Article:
Surface Technology n Influences on surfaces (cont. ) Appearance and geometric features of the part and their role in subsequent operations, such as welding, soldering, adhesive bonding, painting, coating and corrosion. n Crack initiation as a result of surface defects like roughness, scratches, seams, and heat–affected zones. These can lead to weakening and premature failure of a part. n
Chapter 33 Surface Roughness and Measurements of Friction, Wear and Lubircation 33. 2 Surface Structure and Integrity § Metal surfaces generally contain several layers § 1 ST Layer: Bulk Metal (substrate) has a structure that depends on the composition and processing history. § 2 ND Layer: Above the bulk metal is “Surface Structure” that is plastically deformed and work hardened more so than the Bulk Metal. The depth & properties of this layer depend on processing method and friction.
33. 2 Surface Structure and Integrity n 3 RD layer: Is the “Oxide Layer. ” The only way to avoid this is to keep the metal in an oxygen free environment or work with a noble metal (gold, platinum). n 4 TH layer: is the “Absorbed Layer. ” This layer absorbs gas and moisture. n 5 TH layer: Is the outermost layer that may be covered with contaminants such as dirt, dust, grease, various residues and other environmental pollutants.
33. 2 Surface Structure and Integrity
Surface Integrity n Surface integrity describes topological, physical, and chemical as well as their mechanical, metallurgical properties and characteristics. Various surface defects can weaken the Sruface Integrity Cracks: internal, external and microscopic n Craters: shallow depressions n Heat-affected zones n
Surface Integrity n Surface Defects (continued) n n n Inclusions: small nonmetallic elements Intergranular attack: the weakening of grain boundaries Laps, Folds and Seams: overlapping of material during processes Metallurgical transformations: microstructural changes caused by temperature cycling of the material Pits: shallow surface depressions from chemical or physical attack
Surface Integrity n Surface Defects (continued) n n n Residual stresses: Either by tension or compression and causes nonuniform deformation and temperature distribution. Splatter: Small resolidified molten metal particles on the surface. Surface Plastic deformation: deformation Severe surface deformation caused by high stress from friction, tool and die geometry, worn tools, and processing methods.
Surface Texture are characteristics that define a surface. These can be separated into four categories which are: • Flaws or defects: random irregularities, such as scratches, cracks, holes, depressions, seams, tears, or inclusions • Lay (directionality): direction of the predominant surface pattern • Roughness: closely spaced, irregular deviations on a small scale • Waviness: recurrent deviation from a flat surface Surface roughness is usually described in two ways: 1. Arithmetic mean value (R a) – the schematic illustration of a rough surface 2. Root-mean roughness height – was known as RMS 3. Maximum roughness height (R t) – the height from the deepest trough to the highest peak; indicates how much material has to be removed to obtain a smooth surface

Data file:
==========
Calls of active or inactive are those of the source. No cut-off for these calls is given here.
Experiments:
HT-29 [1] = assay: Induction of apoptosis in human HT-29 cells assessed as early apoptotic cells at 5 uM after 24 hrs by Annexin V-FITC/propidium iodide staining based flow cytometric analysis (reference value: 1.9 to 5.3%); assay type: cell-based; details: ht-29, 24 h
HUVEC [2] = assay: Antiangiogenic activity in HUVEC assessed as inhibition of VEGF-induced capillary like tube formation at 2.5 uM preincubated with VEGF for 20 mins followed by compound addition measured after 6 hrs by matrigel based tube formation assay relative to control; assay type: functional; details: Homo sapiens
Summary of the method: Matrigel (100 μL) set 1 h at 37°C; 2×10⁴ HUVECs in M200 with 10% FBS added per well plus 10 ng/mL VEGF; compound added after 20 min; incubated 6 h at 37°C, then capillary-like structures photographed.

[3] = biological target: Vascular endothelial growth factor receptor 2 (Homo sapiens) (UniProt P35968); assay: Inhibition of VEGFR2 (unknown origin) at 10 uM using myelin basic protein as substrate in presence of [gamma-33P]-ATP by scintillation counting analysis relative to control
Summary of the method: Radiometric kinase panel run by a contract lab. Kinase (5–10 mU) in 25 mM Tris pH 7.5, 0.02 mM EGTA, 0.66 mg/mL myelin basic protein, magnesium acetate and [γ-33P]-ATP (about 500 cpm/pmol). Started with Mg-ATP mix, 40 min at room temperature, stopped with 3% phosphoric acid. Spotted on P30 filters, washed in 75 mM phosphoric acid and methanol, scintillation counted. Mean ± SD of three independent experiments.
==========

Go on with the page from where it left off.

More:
Coordinates used for surface-roughness measurements R a = ( a + b + c + d + …. )/ n R q = sq rt [(a 2 + b 2 + c 2 + d 2 + …. )/n]
Standard terminology and symbols used to describe surface finish Some symbols used to represent surface finish
When measuring surface roughness, instruments called surface profilometers are used. Profilometers are tipped with a diamond stylus which usually has a 10 micon diameter. The way profilometers are used is they travel over the surface in a straight line recording about 10 to 15 roughness irregularities. The distance travel maybe anywhere from. 08 to 25 mm. The most common distance used is. 8 mm.
There are other ways of measuring surface measurement. This is done by using either an Optical-interference microscope or an atomic-force microscope. • Optical-interference microscopes: shine a light against a reflective surface and record the interference fringes that result from the incident and its reflective waves • Atomic-force microscopes (AMFs): it’s a very fine surface profilometer with a laser.
There are several theories that explain friction. Two of the more commonly accepted theories are the adhesion theory and the abrasion theory. • Adhesion theory: theory that states that the contact of two items is actually only a fraction of their apparent contact area. • Abrasion Theory: theory that states that the asperities of a harder surface penetrates and plows through a softer surface. Another thing to take in to account is that all friction dissipates energy. This energy is converted into heat. Sometimes the heat may soften or even melt the material in use
Plastics generally possess low frictional characteristics. This is better for creating items such as bearings, gears, seals, prosthetic joints. But, an important consideration is that plastics have a low melting point. So, any heat caused by friction must be taken into account. Ceramics on the other hand have generally the same frictional characteristics as metals.
Some ways of reducing friction are : 1. Selection of materials used 2. Lubricants or solid films (such as graphite) 3. Ultrasonic vibrations